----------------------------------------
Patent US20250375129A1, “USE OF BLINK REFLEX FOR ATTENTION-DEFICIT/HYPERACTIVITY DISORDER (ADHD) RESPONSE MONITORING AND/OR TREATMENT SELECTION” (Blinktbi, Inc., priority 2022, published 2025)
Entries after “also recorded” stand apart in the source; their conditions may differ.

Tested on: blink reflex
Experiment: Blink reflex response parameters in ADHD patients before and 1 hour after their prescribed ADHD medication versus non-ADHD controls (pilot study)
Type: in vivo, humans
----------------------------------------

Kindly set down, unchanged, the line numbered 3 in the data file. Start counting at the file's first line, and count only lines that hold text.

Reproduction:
Tested on: blink reflex